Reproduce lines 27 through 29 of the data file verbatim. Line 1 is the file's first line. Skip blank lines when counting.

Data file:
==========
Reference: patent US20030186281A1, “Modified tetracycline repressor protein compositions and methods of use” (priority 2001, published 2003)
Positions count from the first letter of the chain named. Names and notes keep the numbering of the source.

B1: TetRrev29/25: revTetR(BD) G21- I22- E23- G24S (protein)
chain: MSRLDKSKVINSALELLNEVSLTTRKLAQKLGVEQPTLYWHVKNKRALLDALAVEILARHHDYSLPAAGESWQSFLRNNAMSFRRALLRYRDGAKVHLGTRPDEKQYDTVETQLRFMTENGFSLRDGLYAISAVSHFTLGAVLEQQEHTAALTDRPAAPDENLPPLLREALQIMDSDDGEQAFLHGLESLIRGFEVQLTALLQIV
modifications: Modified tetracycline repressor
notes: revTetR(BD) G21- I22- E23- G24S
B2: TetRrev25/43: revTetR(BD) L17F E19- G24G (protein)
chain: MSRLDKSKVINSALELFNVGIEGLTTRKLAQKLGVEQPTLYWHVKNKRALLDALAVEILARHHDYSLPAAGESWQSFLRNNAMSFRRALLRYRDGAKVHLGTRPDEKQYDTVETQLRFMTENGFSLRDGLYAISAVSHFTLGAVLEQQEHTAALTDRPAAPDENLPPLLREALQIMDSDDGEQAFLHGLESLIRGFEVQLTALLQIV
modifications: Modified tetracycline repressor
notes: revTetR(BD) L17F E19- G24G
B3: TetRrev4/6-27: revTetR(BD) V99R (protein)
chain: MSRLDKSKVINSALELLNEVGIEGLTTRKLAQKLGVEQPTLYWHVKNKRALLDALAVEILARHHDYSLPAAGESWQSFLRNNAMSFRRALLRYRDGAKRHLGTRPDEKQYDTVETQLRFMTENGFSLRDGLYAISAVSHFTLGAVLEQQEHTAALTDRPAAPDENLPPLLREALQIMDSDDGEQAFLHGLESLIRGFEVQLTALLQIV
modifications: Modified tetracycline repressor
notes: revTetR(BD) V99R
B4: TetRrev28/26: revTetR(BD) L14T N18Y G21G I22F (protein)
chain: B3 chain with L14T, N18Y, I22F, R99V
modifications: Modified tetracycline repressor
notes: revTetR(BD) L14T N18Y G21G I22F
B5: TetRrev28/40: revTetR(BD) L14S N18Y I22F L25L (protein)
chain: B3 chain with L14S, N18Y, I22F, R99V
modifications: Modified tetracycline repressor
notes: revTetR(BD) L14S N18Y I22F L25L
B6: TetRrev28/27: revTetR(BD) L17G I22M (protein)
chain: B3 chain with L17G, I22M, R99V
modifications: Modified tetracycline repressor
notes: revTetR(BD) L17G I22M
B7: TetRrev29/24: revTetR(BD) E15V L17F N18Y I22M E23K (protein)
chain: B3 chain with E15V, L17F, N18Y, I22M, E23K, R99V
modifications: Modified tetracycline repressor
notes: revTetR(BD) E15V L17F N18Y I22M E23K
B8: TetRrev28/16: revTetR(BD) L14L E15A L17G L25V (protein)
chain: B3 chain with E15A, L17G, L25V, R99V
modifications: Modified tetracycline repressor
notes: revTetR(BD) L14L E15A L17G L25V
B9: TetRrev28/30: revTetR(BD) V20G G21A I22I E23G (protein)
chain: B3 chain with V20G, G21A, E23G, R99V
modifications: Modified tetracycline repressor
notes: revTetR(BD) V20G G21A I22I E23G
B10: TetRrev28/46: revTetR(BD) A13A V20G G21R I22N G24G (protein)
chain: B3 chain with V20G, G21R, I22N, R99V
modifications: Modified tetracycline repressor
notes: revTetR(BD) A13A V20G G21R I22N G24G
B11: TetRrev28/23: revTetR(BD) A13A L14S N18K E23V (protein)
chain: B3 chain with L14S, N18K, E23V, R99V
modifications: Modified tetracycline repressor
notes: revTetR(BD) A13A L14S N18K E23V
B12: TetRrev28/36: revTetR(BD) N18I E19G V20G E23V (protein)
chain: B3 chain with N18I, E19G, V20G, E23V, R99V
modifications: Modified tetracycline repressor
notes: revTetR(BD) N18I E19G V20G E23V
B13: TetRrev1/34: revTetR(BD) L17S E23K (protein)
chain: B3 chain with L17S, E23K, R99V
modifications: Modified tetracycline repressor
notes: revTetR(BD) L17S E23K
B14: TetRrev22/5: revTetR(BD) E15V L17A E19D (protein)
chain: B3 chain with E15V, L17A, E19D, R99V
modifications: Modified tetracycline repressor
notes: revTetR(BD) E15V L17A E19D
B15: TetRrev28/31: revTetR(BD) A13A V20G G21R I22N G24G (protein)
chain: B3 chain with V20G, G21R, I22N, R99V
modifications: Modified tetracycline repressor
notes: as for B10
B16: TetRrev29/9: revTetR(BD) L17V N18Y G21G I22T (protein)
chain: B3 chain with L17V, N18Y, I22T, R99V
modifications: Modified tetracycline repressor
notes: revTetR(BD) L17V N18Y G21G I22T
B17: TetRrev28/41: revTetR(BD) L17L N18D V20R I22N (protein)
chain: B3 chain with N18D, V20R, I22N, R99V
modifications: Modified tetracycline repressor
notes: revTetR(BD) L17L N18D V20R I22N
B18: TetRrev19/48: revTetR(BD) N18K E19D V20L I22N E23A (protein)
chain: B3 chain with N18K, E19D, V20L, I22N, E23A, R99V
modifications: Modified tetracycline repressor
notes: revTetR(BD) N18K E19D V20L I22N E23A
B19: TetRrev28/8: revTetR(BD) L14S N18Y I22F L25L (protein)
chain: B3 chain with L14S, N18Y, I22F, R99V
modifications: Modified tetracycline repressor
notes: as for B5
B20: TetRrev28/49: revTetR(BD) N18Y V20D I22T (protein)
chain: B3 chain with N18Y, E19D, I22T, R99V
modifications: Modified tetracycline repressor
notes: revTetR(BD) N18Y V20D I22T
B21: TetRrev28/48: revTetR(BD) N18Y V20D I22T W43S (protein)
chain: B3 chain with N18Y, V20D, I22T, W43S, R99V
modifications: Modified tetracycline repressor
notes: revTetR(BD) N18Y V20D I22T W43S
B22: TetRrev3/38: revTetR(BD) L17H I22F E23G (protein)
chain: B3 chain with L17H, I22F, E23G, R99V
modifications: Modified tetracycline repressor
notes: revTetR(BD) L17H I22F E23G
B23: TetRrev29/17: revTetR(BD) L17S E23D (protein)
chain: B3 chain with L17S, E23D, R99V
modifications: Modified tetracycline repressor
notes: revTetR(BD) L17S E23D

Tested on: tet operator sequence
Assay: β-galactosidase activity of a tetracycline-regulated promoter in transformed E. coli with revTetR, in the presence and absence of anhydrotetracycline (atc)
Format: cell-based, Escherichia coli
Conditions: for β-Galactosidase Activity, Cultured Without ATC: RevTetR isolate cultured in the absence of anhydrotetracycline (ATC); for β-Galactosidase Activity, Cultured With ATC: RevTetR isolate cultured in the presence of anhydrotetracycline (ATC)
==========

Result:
B7: TetRrev29/24: revTetR(BD) E15V L17F N18Y I22M E23K (protein)
chain: B3 chain with E15V, L17F, N18Y, I22M, E23K, R99V
modifications: Modified tetracycline repressor